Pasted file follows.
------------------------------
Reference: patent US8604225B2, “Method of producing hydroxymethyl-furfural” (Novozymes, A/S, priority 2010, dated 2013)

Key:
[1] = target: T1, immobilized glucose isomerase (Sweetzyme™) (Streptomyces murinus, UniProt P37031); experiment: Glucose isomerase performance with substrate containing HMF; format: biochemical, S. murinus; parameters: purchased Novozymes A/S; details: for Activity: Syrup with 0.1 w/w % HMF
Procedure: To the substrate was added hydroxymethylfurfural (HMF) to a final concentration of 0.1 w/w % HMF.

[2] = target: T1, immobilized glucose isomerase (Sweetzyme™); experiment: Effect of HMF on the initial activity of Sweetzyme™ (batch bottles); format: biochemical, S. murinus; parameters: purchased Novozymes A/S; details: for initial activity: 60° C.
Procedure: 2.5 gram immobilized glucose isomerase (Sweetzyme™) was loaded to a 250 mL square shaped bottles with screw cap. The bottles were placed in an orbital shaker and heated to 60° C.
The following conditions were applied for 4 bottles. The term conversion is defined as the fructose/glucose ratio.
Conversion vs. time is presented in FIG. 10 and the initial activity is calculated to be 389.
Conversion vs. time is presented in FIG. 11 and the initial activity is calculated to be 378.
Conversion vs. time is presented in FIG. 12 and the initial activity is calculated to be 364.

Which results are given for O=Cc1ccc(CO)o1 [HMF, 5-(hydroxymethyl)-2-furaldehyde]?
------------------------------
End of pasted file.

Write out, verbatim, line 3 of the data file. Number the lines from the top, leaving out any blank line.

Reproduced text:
[1] = target: T1, immobilized glucose isomerase (Sweetzyme™) (Streptomyces murinus, UniProt P37031); experiment: Glucose isomerase performance with substrate containing HMF; format: biochemical, S. murinus; parameters: purchased Novozymes A/S; details: for Activity: Syrup with 0.1 w/w % HMF